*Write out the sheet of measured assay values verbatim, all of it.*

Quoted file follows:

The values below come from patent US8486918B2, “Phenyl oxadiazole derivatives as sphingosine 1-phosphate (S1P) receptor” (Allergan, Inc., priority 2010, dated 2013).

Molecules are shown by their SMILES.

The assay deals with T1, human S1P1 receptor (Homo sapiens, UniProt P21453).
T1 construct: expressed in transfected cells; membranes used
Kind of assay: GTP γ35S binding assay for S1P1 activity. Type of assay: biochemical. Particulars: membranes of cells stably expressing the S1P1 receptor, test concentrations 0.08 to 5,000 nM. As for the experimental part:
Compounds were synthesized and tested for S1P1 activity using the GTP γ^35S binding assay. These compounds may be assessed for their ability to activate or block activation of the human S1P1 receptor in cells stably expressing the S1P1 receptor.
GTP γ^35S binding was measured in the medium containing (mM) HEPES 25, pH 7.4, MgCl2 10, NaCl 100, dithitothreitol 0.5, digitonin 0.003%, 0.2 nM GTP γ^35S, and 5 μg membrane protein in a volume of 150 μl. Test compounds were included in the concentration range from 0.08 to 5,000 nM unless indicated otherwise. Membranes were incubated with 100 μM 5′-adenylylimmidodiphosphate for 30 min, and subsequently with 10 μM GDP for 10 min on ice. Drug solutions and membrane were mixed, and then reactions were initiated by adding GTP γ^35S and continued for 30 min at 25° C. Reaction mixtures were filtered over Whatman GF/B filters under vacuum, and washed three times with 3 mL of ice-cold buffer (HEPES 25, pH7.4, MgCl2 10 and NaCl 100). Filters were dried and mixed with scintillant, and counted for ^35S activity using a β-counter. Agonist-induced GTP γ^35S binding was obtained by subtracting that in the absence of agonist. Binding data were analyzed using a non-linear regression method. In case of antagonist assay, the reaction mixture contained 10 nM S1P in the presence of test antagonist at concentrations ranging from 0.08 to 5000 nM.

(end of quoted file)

The values below come from patent US8486918B2, “Phenyl oxadiazole derivatives as sphingosine 1-phosphate (S1P) receptor” (Allergan, Inc., priority 2010, dated 2013).

Molecules are shown by their SMILES.

The assay deals with T1, human S1P1 receptor (Homo sapiens, UniProt P21453).
T1 construct: expressed in transfected cells; membranes used
Kind of assay: GTP γ35S binding assay for S1P1 activity. Type of assay: biochemical. Particulars: membranes of cells stably expressing the S1P1 receptor, test concentrations 0.08 to 5,000 nM. As for the experimental part:
Compounds were synthesized and tested for S1P1 activity using the GTP γ^35S binding assay. These compounds may be assessed for their ability to activate or block activation of the human S1P1 receptor in cells stably expressing the S1P1 receptor.
GTP γ^35S binding was measured in the medium containing (mM) HEPES 25, pH 7.4, MgCl2 10, NaCl 100, dithitothreitol 0.5, digitonin 0.003%, 0.2 nM GTP γ^35S, and 5 μg membrane protein in a volume of 150 μl. Test compounds were included in the concentration range from 0.08 to 5,000 nM unless indicated otherwise. Membranes were incubated with 100 μM 5′-adenylylimmidodiphosphate for 30 min, and subsequently with 10 μM GDP for 10 min on ice. Drug solutions and membrane were mixed, and then reactions were initiated by adding GTP γ^35S and continued for 30 min at 25° C. Reaction mixtures were filtered over Whatman GF/B filters under vacuum, and washed three times with 3 mL of ice-cold buffer (HEPES 25, pH7.4, MgCl2 10 and NaCl 100). Filters were dried and mixed with scintillant, and counted for ^35S activity using a β-counter. Agonist-induced GTP γ^35S binding was obtained by subtracting that in the absence of agonist. Binding data were analyzed using a non-linear regression method. In case of antagonist assay, the reaction mixture contained 10 nM S1P in the presence of test antagonist at concentrations ranging from 0.08 to 5000 nM.